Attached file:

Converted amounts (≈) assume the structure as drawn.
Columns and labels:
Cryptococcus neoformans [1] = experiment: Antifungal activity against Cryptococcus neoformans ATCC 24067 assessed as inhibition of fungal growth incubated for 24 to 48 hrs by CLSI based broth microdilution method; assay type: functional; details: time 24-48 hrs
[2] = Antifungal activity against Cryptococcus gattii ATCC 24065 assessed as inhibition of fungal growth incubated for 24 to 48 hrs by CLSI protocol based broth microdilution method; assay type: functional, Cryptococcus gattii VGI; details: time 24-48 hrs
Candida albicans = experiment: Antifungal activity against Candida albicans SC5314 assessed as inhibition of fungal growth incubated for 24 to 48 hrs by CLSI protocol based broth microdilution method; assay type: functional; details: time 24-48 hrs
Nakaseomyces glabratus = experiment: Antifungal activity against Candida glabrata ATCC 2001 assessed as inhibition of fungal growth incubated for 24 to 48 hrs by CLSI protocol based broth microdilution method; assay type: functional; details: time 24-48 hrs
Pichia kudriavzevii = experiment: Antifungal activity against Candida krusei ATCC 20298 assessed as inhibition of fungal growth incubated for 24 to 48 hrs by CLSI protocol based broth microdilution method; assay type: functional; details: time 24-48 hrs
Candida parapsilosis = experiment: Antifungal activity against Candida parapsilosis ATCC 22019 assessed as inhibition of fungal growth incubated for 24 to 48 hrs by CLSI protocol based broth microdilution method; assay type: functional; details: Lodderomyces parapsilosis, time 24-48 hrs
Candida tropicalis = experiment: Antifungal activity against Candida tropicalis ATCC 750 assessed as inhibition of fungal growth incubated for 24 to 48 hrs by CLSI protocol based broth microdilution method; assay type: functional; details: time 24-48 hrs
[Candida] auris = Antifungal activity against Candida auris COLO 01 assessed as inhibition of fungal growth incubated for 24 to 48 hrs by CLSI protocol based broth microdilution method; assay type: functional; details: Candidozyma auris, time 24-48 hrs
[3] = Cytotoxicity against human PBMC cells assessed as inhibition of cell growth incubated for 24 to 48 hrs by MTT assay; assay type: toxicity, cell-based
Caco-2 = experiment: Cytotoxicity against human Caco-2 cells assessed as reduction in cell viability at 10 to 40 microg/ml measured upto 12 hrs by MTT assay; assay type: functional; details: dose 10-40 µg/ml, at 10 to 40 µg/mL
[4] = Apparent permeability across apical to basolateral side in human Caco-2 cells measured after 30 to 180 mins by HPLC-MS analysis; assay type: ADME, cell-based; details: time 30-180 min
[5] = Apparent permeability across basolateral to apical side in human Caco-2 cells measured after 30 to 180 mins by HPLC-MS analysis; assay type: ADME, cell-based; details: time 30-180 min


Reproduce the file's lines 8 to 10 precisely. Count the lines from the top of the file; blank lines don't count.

Candida parapsilosis = experiment: Antifungal activity against Candida parapsilosis ATCC 22019 assessed as inhibition of fungal growth incubated for 24 to 48 hrs by CLSI protocol based broth microdilution method; assay type: functional; details: Lodderomyces parapsilosis, time 24-48 hrs
Candida tropicalis = experiment: Antifungal activity against Candida tropicalis ATCC 750 assessed as inhibition of fungal growth incubated for 24 to 48 hrs by CLSI protocol based broth microdilution method; assay type: functional; details: time 24-48 hrs
[Candida] auris = Antifungal activity against Candida auris COLO 01 assessed as inhibition of fungal growth incubated for 24 to 48 hrs by CLSI protocol based broth microdilution method; assay type: functional; details: Candidozyma auris, time 24-48 hrs